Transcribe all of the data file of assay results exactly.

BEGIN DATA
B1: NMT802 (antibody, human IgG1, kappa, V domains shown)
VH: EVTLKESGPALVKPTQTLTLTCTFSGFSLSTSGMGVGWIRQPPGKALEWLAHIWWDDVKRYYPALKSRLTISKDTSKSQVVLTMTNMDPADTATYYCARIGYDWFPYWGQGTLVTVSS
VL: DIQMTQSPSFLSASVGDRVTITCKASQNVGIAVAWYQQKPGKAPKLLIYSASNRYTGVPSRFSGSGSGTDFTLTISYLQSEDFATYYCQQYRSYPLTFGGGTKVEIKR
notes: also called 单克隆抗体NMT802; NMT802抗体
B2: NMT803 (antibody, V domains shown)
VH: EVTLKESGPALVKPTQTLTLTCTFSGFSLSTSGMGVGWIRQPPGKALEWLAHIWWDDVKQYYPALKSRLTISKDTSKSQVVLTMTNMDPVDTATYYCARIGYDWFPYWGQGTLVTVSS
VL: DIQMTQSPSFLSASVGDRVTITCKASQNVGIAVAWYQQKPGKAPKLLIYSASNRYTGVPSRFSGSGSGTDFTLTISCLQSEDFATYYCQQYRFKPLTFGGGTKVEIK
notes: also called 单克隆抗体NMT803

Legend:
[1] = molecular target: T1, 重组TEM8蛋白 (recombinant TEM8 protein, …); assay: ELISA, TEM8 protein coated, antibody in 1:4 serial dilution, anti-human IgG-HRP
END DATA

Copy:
B1: NMT802 (antibody, human IgG1, kappa, V domains shown)
VH: EVTLKESGPALVKPTQTLTLTCTFSGFSLSTSGMGVGWIRQPPGKALEWLAHIWWDDVKRYYPALKSRLTISKDTSKSQVVLTMTNMDPADTATYYCARIGYDWFPYWGQGTLVTVSS
VL: DIQMTQSPSFLSASVGDRVTITCKASQNVGIAVAWYQQKPGKAPKLLIYSASNRYTGVPSRFSGSGSGTDFTLTISYLQSEDFATYYCQQYRSYPLTFGGGTKVEIKR
notes: also called 单克隆抗体NMT802; NMT802抗体
B2: NMT803 (antibody, V domains shown)
VH: EVTLKESGPALVKPTQTLTLTCTFSGFSLSTSGMGVGWIRQPPGKALEWLAHIWWDDVKQYYPALKSRLTISKDTSKSQVVLTMTNMDPVDTATYYCARIGYDWFPYWGQGTLVTVSS
VL: DIQMTQSPSFLSASVGDRVTITCKASQNVGIAVAWYQQKPGKAPKLLIYSASNRYTGVPSRFSGSGSGTDFTLTISCLQSEDFATYYCQQYRFKPLTFGGGTKVEIK
notes: also called 单克隆抗体NMT803

Legend:
[1] = molecular target: T1, 重组TEM8蛋白 (recombinant TEM8 protein, …); assay: ELISA, TEM8 protein coated, antibody in 1:4 serial dilution, anti-human IgG-HRP